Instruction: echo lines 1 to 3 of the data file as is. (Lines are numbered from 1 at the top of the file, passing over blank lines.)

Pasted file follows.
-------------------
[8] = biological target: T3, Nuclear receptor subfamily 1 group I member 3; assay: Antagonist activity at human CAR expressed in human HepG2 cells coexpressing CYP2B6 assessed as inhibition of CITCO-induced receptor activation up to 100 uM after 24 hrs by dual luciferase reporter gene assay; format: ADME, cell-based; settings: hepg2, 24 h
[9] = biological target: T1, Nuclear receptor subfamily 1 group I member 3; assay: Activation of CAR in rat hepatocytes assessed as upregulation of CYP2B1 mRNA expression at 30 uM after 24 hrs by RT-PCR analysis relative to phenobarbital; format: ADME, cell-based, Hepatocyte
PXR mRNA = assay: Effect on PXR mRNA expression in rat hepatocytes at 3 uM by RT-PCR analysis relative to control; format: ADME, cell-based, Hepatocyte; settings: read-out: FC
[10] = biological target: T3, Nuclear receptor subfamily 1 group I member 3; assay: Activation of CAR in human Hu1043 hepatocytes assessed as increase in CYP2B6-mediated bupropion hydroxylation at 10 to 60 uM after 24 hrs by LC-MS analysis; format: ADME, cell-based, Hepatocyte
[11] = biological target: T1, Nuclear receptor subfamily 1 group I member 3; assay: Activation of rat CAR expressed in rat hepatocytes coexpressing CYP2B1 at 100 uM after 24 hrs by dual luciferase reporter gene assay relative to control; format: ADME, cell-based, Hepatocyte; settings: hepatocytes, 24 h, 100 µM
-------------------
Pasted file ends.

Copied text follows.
[8] = biological target: T3, Nuclear receptor subfamily 1 group I member 3; assay: Antagonist activity at human CAR expressed in human HepG2 cells coexpressing CYP2B6 assessed as inhibition of CITCO-induced receptor activation up to 100 uM after 24 hrs by dual luciferase reporter gene assay; format: ADME, cell-based; settings: hepg2, 24 h
[9] = biological target: T1, Nuclear receptor subfamily 1 group I member 3; assay: Activation of CAR in rat hepatocytes assessed as upregulation of CYP2B1 mRNA expression at 30 uM after 24 hrs by RT-PCR analysis relative to phenobarbital; format: ADME, cell-based, Hepatocyte
PXR mRNA = assay: Effect on PXR mRNA expression in rat hepatocytes at 3 uM by RT-PCR analysis relative to control; format: ADME, cell-based, Hepatocyte; settings: read-out: FC